Not too long ago I was fortunate enough to return to one of my favorite cities in Europe and the World: Budapest! It had been a while since my last visit; back then, I liked the city so much I ended up staying for two weeks. Luckily, things haven’t changed that much since then, and Budapest is still the capital of cool for a number of reasons.
What exactly do I like about the city and the country?
Hungary Truly is Unique
Hungary is a European country through and through. However, look a little more carefully and you will understand why Hungarians are so different to their neighbors.
Hungary traces its origins to the conquest of the Carpathian Basin around the year 900 by the seven Magyar (Hungarian) tribes. However, the Magyars originally came from Central Asia and had a much different culture than the peoples of the areas they conquered.
Take a look at their symbols, such as the bird Turul, or their founding fathers as depicted at Heroes’ Square. The most fascinating thing is their language: Hungarian is not an Indo-European but a Finno-Ugric language, meaning it’s closest relatives in Europe and Finnish and Estonian—two languages whose grammar likewise have nothing in common with that of any other European languages. There is even an Old Hungarian script, which is still in use in some communities. All that makes the country beyond fascinating to me.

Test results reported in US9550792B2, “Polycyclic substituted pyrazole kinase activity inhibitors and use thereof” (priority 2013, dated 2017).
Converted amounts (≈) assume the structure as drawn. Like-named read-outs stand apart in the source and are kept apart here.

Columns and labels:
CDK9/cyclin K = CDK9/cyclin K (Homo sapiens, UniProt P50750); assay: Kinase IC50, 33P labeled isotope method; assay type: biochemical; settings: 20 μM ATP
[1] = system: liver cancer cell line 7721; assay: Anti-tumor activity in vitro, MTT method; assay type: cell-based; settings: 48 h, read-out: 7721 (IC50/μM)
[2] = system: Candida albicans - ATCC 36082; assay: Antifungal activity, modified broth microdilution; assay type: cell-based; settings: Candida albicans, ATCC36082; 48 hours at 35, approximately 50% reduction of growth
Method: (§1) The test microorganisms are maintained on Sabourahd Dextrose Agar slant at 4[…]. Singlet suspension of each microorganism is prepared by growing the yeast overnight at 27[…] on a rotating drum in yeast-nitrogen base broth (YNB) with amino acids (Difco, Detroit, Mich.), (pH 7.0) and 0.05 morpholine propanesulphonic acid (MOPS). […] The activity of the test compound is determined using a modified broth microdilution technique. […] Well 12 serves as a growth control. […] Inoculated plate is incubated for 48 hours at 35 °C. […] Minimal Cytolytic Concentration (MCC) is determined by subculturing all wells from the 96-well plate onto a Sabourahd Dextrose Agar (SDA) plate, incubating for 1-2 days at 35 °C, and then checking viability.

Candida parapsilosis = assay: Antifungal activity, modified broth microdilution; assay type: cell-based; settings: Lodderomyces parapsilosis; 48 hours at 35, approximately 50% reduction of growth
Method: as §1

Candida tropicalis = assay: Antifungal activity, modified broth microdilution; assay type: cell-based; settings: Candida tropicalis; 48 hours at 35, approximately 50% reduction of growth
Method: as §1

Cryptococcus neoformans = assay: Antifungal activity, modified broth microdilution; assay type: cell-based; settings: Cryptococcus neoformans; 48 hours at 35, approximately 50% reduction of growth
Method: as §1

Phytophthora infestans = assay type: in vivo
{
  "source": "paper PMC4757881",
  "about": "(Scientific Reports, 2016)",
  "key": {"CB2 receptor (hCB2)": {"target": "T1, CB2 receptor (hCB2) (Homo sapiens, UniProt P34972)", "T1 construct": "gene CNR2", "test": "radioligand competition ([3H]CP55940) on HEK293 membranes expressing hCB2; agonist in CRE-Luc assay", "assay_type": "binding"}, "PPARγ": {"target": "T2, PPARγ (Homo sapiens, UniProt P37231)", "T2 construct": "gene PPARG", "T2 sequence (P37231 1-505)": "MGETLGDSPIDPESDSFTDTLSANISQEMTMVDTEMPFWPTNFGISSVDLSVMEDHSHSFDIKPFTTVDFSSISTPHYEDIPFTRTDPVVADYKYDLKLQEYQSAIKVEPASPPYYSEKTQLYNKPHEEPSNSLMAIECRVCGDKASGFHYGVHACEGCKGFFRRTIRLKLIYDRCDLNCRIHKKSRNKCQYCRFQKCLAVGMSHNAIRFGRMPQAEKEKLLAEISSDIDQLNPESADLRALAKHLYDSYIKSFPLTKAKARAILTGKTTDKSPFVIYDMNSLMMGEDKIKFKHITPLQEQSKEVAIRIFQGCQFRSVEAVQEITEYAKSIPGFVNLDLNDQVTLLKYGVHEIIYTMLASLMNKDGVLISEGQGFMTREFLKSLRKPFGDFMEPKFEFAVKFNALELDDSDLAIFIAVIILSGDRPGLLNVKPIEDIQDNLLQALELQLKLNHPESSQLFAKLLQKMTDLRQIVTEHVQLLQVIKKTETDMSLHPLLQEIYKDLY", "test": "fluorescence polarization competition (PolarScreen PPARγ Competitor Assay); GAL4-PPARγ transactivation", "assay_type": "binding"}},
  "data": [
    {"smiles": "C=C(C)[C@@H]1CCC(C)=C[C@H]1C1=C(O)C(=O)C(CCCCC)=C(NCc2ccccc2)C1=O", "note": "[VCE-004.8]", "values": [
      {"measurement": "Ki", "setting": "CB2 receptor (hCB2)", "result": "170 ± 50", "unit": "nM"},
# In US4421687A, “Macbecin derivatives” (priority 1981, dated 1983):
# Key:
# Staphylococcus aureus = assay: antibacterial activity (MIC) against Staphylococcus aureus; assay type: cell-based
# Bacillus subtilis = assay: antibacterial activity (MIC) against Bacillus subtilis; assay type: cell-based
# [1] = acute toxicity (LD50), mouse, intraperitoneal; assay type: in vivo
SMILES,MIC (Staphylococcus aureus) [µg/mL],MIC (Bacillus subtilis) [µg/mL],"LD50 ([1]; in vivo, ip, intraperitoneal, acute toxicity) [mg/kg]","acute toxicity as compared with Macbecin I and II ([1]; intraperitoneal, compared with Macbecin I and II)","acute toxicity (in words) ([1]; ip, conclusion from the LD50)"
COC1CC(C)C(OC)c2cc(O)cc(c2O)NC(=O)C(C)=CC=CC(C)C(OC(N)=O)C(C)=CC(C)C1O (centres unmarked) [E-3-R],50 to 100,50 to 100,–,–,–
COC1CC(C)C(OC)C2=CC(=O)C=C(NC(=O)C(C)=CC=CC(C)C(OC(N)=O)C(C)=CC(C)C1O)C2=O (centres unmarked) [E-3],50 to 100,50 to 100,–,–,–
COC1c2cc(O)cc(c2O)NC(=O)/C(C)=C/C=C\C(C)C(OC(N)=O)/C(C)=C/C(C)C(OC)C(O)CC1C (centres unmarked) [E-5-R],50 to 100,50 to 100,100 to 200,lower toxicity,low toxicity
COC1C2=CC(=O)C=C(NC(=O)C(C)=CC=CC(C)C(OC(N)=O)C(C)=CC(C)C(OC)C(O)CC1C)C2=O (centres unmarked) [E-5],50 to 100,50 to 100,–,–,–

Hungarian Food Packs a Punch
As you know, I live in Germany. As a Mexican (that is, as somebody that’s used to and appreciates strong flavors), I get a bit bored at times by the food here. Don’t get me wrong, I love some good Käsespätzle and Schweinebraten and whatever, but all that stuff has nothing on Hungary’s powerful and hearty cuisine.
The most important thing is that Hungarians eat spicy. Spicier than the rest. Csipos! Should you get fast food in Hungary, you can assume they will simply put hot sauce on it without asking you. Traditional Hungarian dishes are hearty; the most famous dish is Goulash. This dish has been adapted for German and Austrian palates, but you can get the real deal here. Remember to wash it down with a few shots of Pálinka.
When I am in Hungary I always buy jars of Eros Pista, which is basically just crushed paprika but is oh so good. Last time I was there I brought some jars with me to Hamburg, but alas one only lasts me for a about a week.
Hungary’s History is Beyond Interesting
Hungary’s modern history is tragic and complex. After World War I, the country was dismembered under the terms of the Treaty of Trianon, thereby losing almost three quarters of its pre-war territory. Budapest saw heavy fighting in the final days of World War II, and fell under Communism afterward. The streets of Budapest witnessed the Hungarian Revolution in 1956, an open uprising against Communism. In Budapest, the most unassuming buildings will still bear the scars left by the German and Soviet artillery.
These tragic episodes of Hungarian history can be revisited in the House of Terror Museum, which documents the tribulations of the 20th century under the collaborationist Arrow Cross Party, the Nazis, and later the ever-vigilant ÁVH (Communist Secret Police).
I love ruins, and I love pubs. A ruined building converted into a pub is an urbexer’s dream come true, and they are a thing in Budapest. Ruin pubs were established in decaying buildings, and offer cheap drinks and a great atmosphere.